The research shows that the stock market goes up over the long term regardless of presidential election results. Do a search of any US equities index, and you will see a consistent upward march for US equities over the long term, regardless of the administration in place. This is an important lesson on the benefits of a long-term investment approach.
There are undoubtedly periods when a certain presidency ended with the stock market down over the tenure, but these only reflect the short-term fluctuations and investor sentiments. Just because the stock price dropped today, it doesn’t affect the value of the economy over the long term. As a long-term investor, your focus is on the growth and profitability of the companies in the economy, not the day-to-day price changes.
The price of US crude oil fell nearly 5% in the latest week, trading below $77 per barrel on Friday after data showed that US gasoline stocks rose more than expected. Oil was down more than 17% from a recent high of nearly $93 on 3 November.
China’s Covid Spike
Concern about potential global supply-chain disruptions grew after China reported a surge in Covid-19 infections in Beijing and some other major cities. The rising case count from new Covid variants means that the Chinese government could bring back some of the tight public health restrictions that weighed on its economy earlier in the pandemic.
Violent protests erupted at Apple’s main manufacturing plant in China, with hundreds of workers clashing with security guards after a month-long Covid lockdown. Tensions boiled over at the Zhengzhou Foxconn campus, operating in an enclosed bubble for weeks. Zhengzhou city will be largely locked down for five days from 25 November after officials said the pandemic had entered a critical phase. The news came as Bloomberg analysts said a swift reopening of China would likely see almost six million people in intensive care.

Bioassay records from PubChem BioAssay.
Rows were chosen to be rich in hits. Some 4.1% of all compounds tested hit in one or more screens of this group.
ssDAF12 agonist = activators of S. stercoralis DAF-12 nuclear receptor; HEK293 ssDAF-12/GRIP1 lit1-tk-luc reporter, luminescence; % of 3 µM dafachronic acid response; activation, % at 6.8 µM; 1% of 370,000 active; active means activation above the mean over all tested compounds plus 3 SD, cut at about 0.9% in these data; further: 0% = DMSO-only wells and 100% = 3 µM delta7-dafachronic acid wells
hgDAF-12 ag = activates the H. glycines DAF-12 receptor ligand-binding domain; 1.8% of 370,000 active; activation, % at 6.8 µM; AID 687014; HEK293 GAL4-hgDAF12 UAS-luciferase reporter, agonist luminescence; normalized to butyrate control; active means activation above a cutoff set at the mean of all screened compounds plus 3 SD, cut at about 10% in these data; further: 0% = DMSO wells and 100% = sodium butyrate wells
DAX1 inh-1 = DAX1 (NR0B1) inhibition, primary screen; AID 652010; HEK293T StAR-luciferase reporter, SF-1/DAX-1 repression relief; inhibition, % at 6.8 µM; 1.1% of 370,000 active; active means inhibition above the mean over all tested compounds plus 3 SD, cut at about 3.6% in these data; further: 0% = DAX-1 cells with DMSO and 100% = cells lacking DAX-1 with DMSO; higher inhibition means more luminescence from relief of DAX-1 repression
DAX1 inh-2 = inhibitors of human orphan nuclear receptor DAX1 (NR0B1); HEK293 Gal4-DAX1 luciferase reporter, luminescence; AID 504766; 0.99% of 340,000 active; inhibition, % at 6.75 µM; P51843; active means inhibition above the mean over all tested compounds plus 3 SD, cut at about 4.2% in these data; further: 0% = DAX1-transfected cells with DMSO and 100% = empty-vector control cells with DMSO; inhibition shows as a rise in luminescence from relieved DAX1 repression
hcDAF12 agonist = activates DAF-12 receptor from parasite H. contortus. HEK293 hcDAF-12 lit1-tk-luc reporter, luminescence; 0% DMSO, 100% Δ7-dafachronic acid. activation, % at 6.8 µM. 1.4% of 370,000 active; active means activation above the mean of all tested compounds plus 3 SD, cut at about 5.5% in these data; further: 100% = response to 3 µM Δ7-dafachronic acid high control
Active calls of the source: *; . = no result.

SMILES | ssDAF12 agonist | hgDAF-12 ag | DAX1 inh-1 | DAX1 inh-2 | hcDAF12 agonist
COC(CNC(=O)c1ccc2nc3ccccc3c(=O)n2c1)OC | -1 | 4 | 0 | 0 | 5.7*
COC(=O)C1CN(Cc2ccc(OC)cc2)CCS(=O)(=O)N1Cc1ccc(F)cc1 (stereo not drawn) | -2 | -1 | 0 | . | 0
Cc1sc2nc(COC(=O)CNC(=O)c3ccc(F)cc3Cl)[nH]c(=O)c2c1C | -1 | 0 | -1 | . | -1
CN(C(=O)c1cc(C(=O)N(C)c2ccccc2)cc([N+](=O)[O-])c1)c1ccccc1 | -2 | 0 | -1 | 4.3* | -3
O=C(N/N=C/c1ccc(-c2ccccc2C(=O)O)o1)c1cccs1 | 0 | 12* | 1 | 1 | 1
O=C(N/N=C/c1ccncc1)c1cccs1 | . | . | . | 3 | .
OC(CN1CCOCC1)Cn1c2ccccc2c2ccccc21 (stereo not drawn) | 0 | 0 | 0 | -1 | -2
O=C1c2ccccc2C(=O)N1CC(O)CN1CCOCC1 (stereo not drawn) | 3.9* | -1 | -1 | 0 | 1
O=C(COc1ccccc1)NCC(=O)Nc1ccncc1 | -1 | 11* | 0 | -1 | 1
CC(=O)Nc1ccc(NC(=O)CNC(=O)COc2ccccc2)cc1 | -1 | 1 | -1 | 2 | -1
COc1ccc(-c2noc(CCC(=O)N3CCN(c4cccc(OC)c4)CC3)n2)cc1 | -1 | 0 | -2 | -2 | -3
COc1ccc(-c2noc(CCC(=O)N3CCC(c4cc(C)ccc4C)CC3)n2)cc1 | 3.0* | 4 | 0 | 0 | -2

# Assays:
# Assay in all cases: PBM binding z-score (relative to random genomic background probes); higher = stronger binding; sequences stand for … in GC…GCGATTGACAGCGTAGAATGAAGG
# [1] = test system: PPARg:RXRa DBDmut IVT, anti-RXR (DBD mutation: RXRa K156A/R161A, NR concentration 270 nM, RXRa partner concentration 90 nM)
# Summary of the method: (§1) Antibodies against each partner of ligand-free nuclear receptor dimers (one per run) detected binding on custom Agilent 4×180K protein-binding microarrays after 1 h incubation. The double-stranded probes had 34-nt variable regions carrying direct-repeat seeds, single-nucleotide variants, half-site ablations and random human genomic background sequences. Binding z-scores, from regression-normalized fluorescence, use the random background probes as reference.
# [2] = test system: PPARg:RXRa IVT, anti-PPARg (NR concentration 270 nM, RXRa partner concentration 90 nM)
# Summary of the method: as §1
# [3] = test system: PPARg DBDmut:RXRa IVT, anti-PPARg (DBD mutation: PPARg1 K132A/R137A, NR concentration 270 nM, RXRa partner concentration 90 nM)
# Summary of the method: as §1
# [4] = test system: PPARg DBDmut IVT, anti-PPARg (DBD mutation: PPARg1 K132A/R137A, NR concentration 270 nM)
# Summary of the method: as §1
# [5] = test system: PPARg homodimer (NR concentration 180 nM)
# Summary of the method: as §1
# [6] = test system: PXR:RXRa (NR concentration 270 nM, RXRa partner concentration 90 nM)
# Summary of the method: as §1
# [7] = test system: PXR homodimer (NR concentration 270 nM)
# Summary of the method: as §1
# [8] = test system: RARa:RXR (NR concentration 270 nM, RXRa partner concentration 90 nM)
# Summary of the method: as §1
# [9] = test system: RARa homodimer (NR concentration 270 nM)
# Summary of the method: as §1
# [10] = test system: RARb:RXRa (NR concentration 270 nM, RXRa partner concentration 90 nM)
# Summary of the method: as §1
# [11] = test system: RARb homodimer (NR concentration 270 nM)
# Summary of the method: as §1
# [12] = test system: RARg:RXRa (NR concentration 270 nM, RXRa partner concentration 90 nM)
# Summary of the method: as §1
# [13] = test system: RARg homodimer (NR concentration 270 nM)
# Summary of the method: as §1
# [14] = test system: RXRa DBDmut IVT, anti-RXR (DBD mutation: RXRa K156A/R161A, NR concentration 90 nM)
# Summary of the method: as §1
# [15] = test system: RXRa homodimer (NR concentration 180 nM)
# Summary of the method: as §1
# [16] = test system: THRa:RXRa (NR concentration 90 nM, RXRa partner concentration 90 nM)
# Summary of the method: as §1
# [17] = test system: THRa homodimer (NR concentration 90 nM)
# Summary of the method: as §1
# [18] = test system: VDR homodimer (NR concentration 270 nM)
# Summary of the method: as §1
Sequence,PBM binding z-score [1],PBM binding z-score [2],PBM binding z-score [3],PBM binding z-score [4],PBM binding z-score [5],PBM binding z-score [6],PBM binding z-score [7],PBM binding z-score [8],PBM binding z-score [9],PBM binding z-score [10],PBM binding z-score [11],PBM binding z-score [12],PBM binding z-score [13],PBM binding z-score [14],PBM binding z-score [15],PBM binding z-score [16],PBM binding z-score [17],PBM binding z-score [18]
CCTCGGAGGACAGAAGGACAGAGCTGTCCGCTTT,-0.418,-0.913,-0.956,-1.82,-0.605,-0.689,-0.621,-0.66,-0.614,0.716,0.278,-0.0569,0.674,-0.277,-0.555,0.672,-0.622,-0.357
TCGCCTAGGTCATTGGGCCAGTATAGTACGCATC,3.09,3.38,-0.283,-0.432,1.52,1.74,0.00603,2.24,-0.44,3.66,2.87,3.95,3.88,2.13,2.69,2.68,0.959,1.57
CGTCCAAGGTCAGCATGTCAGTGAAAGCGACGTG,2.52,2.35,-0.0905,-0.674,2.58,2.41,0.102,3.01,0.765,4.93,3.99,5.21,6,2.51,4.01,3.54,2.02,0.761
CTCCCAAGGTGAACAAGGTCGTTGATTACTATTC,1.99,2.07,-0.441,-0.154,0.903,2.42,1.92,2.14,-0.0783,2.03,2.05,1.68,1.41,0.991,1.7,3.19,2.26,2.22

Vote of Confidence
Malaysia’s new Prime Minister Anwar Ibrahim said he plans to test lawmakers’ support for his leadership with a confidence vote on 19 December, as he seeks to prove to a defiant rival that he commands a parliamentary majority. The 75-year-old leader was sworn in by King Sultan Abdullah Sultan Ahmad Shah on Thursday, capping a tumultuous political career that veered from coming close to clinching the top job on more than one occasion to spending years in prison on sodomy charges. In a country that’s seen off four prime ministers in four years, it’s unlikely to be smooth sailing.
A barrage of Russian missile strikes against Ukrainian energy facilities prompted the country’s grid operator to halt three nuclear power plants and enact emergency blackouts amid below-zero temperatures. Ukraine’s President Volodymyr Zelenskiy described the attacks on energy facilities during freezing weather “as a clear crime against humanity.” Meanwhile, the European Parliament’s website was knocked offline, with a pro-Kremlin group claiming to be behind the attack. The European Parliament had just adopted a resolution accusing Russia of war crimes and calling it a state sponsor of terrorism.